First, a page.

Judge Resigns, Tempers Flare at City Council Meeting

Chelsea Roan holds a sign outside of City Hall on Tuesday evening.
Chelsea Roan holds a sign outside of City Hall on Tuesday evening.

H/t Ed  Rebich

 

When Municipal Court Judge Douglas Dumbrill swore in Laura Chapman to the Gillette City Council last night, no one knew it would be the last service he performed in this position.

Around 80 protesters showed up to Tuesday’s City Council meeting wielding signs that read “Hold the mayor accountable” and “Fire Mayor Carter-King.” The group began gaining steam June 10, following the resignation of former City Council member Shay Lundvall, requested by Mayor Louise Carter-King in response to a letter sent to the city by two out-of-town females who complained about his liking “objectionable” posts on a Facebook page belonging to Gillette resident Bob Vomhof.

Last Tuesday, the council chose Laura Chapman to fill his empty Ward 3 seat from the seven candidates who applied.

In recent days, the public outcry has hit a fever pitch, including Vomhof’s float in the 4th of July parade Saturday calling to “Fire the Mayor” and “BLM: Bob’s Likes Matter” along with a blonde woman in a paper-mache jail cell, signifying the mayor.

Vomhof showed up with a large group of supporters to the prior week’s council meeting at which he and many others shared their outcry about Lundvall’s resignation during the public comments period. This week, they returned once again to give the Mayor a piece of their minds.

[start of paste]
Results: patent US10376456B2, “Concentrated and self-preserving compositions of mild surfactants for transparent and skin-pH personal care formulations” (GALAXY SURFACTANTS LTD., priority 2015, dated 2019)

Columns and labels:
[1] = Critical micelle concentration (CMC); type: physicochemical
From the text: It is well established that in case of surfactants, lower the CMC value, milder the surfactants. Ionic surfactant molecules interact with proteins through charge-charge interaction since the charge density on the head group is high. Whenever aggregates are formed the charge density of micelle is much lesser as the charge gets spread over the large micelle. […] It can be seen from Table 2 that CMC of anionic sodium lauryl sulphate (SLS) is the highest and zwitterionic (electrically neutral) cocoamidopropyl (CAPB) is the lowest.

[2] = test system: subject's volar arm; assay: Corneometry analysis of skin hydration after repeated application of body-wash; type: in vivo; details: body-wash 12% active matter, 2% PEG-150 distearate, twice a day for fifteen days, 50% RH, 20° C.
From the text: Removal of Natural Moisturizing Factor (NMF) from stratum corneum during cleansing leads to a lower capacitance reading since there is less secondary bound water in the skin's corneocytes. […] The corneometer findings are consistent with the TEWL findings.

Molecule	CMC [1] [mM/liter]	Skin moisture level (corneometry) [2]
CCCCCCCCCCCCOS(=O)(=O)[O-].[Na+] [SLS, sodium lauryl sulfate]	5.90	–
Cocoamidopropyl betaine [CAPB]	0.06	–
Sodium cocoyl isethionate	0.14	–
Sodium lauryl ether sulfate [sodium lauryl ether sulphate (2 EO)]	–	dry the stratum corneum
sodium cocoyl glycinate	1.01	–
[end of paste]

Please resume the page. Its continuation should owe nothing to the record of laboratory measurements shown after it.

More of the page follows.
Chelsea Roan holds a sign outside of City Hall on Tuesday evening.
Chelsea Roan holds a sign outside of City Hall Tuesday evening.

Chelsea Roan of Gillette was among the protesters present before the meeting and in Council chambers.

“I’m here to support Bob’s cause,” she said.  “I don’t know Bob well and I don’t know Shay, but when I looked into it and saw what happened, I don’t believe he should have been bullied into apologizing by a mob.”

Vomhof and dozens of protestors filled council chambers fifteen prior to the beginning of the regularly scheduled 7 p.m. meeting, which commenced with Judge Dumbrill’s swearing in Chapman, with people waiting to give public comment.

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When Mayor Carter-King entertained a motion to approve the consent agenda, Dumbrill sprung up from his seat in the front row.

“I’d like to add a municipal court matter between the council’s comments and public comment,” he said, approaching the podium as he took off his black gown and announced his resignation “effective immediately, right here and right now.”